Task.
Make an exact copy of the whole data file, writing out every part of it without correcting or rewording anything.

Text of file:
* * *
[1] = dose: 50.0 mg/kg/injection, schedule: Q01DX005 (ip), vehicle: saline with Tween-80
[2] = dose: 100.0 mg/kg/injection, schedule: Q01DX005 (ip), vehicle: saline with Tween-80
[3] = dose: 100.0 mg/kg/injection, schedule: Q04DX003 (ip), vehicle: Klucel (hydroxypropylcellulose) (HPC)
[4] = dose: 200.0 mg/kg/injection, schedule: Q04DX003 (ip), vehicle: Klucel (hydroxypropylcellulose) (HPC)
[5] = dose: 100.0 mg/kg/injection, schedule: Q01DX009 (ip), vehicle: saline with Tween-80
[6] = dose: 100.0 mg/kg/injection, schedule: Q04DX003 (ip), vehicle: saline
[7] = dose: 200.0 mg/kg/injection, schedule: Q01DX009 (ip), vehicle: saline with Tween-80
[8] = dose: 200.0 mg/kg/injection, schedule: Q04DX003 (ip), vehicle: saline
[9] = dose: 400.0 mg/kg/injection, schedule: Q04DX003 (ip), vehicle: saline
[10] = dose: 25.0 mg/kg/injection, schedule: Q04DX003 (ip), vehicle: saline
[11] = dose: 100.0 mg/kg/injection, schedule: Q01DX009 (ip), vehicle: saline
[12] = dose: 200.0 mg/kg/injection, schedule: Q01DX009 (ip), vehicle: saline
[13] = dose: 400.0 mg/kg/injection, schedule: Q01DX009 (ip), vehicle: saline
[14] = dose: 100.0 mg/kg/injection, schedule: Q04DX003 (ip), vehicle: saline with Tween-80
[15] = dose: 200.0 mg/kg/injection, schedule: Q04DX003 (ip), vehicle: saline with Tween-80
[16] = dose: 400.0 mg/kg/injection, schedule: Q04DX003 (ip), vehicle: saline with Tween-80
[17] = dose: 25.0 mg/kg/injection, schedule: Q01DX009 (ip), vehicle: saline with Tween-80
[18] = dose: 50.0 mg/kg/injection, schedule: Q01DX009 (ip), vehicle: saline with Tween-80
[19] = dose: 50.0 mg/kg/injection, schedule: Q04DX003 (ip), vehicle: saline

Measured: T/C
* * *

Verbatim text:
[1] = dose: 50.0 mg/kg/injection, schedule: Q01DX005 (ip), vehicle: saline with Tween-80
[2] = dose: 100.0 mg/kg/injection, schedule: Q01DX005 (ip), vehicle: saline with Tween-80
[3] = dose: 100.0 mg/kg/injection, schedule: Q04DX003 (ip), vehicle: Klucel (hydroxypropylcellulose) (HPC)
[4] = dose: 200.0 mg/kg/injection, schedule: Q04DX003 (ip), vehicle: Klucel (hydroxypropylcellulose) (HPC)
[5] = dose: 100.0 mg/kg/injection, schedule: Q01DX009 (ip), vehicle: saline with Tween-80
[6] = dose: 100.0 mg/kg/injection, schedule: Q04DX003 (ip), vehicle: saline
[7] = dose: 200.0 mg/kg/injection, schedule: Q01DX009 (ip), vehicle: saline with Tween-80
[8] = dose: 200.0 mg/kg/injection, schedule: Q04DX003 (ip), vehicle: saline
[9] = dose: 400.0 mg/kg/injection, schedule: Q04DX003 (ip), vehicle: saline
[10] = dose: 25.0 mg/kg/injection, schedule: Q04DX003 (ip), vehicle: saline
[11] = dose: 100.0 mg/kg/injection, schedule: Q01DX009 (ip), vehicle: saline
[12] = dose: 200.0 mg/kg/injection, schedule: Q01DX009 (ip), vehicle: saline
[13] = dose: 400.0 mg/kg/injection, schedule: Q01DX009 (ip), vehicle: saline
[14] = dose: 100.0 mg/kg/injection, schedule: Q04DX003 (ip), vehicle: saline with Tween-80
[15] = dose: 200.0 mg/kg/injection, schedule: Q04DX003 (ip), vehicle: saline with Tween-80
[16] = dose: 400.0 mg/kg/injection, schedule: Q04DX003 (ip), vehicle: saline with Tween-80
[17] = dose: 25.0 mg/kg/injection, schedule: Q01DX009 (ip), vehicle: saline with Tween-80
[18] = dose: 50.0 mg/kg/injection, schedule: Q01DX009 (ip), vehicle: saline with Tween-80
[19] = dose: 50.0 mg/kg/injection, schedule: Q04DX003 (ip), vehicle: saline

Measured: T/C